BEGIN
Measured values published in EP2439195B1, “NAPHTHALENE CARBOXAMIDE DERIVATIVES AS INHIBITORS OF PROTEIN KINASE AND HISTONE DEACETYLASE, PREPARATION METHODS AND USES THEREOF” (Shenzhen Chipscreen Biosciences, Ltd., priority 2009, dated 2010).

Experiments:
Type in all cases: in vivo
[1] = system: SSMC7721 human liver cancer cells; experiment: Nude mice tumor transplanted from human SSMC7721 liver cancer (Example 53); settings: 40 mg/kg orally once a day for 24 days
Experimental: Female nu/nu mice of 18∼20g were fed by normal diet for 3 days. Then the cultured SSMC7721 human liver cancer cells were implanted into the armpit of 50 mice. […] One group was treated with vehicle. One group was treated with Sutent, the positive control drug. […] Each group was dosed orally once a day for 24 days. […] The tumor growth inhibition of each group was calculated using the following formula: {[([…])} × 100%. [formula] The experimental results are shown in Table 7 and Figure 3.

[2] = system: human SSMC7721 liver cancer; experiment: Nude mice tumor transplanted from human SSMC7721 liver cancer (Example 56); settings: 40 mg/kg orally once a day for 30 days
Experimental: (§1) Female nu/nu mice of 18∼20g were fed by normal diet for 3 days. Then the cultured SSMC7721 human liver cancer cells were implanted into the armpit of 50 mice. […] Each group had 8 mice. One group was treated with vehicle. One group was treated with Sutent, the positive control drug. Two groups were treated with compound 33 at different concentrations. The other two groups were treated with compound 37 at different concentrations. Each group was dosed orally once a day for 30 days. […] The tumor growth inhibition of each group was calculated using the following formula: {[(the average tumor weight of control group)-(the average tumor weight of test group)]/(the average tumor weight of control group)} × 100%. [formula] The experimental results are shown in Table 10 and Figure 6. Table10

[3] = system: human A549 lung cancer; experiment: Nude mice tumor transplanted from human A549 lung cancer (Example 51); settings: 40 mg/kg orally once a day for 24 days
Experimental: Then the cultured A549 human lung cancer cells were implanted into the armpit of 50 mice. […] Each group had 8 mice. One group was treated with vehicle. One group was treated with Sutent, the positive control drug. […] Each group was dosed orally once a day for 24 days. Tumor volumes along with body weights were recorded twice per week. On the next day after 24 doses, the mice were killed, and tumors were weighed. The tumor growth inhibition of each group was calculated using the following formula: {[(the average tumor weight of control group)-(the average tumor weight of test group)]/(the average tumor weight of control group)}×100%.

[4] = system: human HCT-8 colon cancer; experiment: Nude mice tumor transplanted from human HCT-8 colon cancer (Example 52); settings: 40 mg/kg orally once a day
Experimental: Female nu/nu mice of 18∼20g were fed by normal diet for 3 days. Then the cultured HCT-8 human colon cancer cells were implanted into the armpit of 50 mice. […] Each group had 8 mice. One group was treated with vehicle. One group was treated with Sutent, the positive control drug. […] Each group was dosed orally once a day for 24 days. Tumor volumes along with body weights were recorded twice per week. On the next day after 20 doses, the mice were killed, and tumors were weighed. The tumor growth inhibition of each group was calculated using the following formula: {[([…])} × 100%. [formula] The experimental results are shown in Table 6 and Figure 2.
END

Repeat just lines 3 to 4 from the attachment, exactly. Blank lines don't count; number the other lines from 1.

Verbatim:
Type in all cases: in vivo
[1] = system: SSMC7721 human liver cancer cells; experiment: Nude mice tumor transplanted from human SSMC7721 liver cancer (Example 53); settings: 40 mg/kg orally once a day for 24 days